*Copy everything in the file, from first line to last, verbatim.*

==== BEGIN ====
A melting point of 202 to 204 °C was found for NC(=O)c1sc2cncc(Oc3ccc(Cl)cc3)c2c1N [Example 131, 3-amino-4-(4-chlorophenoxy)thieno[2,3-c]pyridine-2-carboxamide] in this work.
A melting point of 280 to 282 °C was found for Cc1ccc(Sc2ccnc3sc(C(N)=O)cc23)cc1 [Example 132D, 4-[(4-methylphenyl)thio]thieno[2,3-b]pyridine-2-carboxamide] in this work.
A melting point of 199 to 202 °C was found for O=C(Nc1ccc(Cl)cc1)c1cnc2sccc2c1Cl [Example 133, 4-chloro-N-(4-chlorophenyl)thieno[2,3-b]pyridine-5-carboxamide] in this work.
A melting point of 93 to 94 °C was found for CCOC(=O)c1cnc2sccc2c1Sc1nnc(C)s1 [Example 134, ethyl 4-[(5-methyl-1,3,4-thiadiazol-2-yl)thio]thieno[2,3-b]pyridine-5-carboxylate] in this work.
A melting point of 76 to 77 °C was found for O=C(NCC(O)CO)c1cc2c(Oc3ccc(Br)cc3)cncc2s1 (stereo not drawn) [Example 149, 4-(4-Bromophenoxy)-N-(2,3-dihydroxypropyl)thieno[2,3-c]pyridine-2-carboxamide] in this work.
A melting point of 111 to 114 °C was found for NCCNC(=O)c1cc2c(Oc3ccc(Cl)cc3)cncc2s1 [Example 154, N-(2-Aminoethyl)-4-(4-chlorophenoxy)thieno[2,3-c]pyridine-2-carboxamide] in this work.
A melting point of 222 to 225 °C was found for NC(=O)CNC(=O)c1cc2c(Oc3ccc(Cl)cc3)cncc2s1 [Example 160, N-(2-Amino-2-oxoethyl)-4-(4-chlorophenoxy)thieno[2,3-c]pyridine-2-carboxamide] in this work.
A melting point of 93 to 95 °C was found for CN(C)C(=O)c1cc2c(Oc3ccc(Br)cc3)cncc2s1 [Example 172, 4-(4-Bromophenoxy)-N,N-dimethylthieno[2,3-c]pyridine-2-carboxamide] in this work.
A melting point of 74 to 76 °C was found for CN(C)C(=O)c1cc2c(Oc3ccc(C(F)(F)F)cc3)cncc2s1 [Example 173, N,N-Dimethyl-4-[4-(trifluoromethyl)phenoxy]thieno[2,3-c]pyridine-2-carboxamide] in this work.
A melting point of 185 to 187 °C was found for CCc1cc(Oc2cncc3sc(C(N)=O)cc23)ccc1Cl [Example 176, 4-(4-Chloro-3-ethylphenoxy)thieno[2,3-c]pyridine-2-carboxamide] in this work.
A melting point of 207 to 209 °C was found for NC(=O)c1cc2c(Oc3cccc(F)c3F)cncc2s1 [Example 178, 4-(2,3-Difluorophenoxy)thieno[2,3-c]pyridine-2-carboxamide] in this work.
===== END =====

A melting point of 202 to 204 °C was found for NC(=O)c1sc2cncc(Oc3ccc(Cl)cc3)c2c1N [Example 131, 3-amino-4-(4-chlorophenoxy)thieno[2,3-c]pyridine-2-carboxamide] in this work.
A melting point of 280 to 282 °C was found for Cc1ccc(Sc2ccnc3sc(C(N)=O)cc23)cc1 [Example 132D, 4-[(4-methylphenyl)thio]thieno[2,3-b]pyridine-2-carboxamide] in this work.
A melting point of 199 to 202 °C was found for O=C(Nc1ccc(Cl)cc1)c1cnc2sccc2c1Cl [Example 133, 4-chloro-N-(4-chlorophenyl)thieno[2,3-b]pyridine-5-carboxamide] in this work.
A melting point of 93 to 94 °C was found for CCOC(=O)c1cnc2sccc2c1Sc1nnc(C)s1 [Example 134, ethyl 4-[(5-methyl-1,3,4-thiadiazol-2-yl)thio]thieno[2,3-b]pyridine-5-carboxylate] in this work.
A melting point of 76 to 77 °C was found for O=C(NCC(O)CO)c1cc2c(Oc3ccc(Br)cc3)cncc2s1 (stereo not drawn) [Example 149, 4-(4-Bromophenoxy)-N-(2,3-dihydroxypropyl)thieno[2,3-c]pyridine-2-carboxamide] in this work.
A melting point of 111 to 114 °C was found for NCCNC(=O)c1cc2c(Oc3ccc(Cl)cc3)cncc2s1 [Example 154, N-(2-Aminoethyl)-4-(4-chlorophenoxy)thieno[2,3-c]pyridine-2-carboxamide] in this work.
A melting point of 222 to 225 °C was found for NC(=O)CNC(=O)c1cc2c(Oc3ccc(Cl)cc3)cncc2s1 [Example 160, N-(2-Amino-2-oxoethyl)-4-(4-chlorophenoxy)thieno[2,3-c]pyridine-2-carboxamide] in this work.
A melting point of 93 to 95 °C was found for CN(C)C(=O)c1cc2c(Oc3ccc(Br)cc3)cncc2s1 [Example 172, 4-(4-Bromophenoxy)-N,N-dimethylthieno[2,3-c]pyridine-2-carboxamide] in this work.
A melting point of 74 to 76 °C was found for CN(C)C(=O)c1cc2c(Oc3ccc(C(F)(F)F)cc3)cncc2s1 [Example 173, N,N-Dimethyl-4-[4-(trifluoromethyl)phenoxy]thieno[2,3-c]pyridine-2-carboxamide] in this work.
A melting point of 185 to 187 °C was found for CCc1cc(Oc2cncc3sc(C(N)=O)cc23)ccc1Cl [Example 176, 4-(4-Chloro-3-ethylphenoxy)thieno[2,3-c]pyridine-2-carboxamide] in this work.
A melting point of 207 to 209 °C was found for NC(=O)c1cc2c(Oc3cccc(F)c3F)cncc2s1 [Example 178, 4-(2,3-Difluorophenoxy)thieno[2,3-c]pyridine-2-carboxamide] in this work.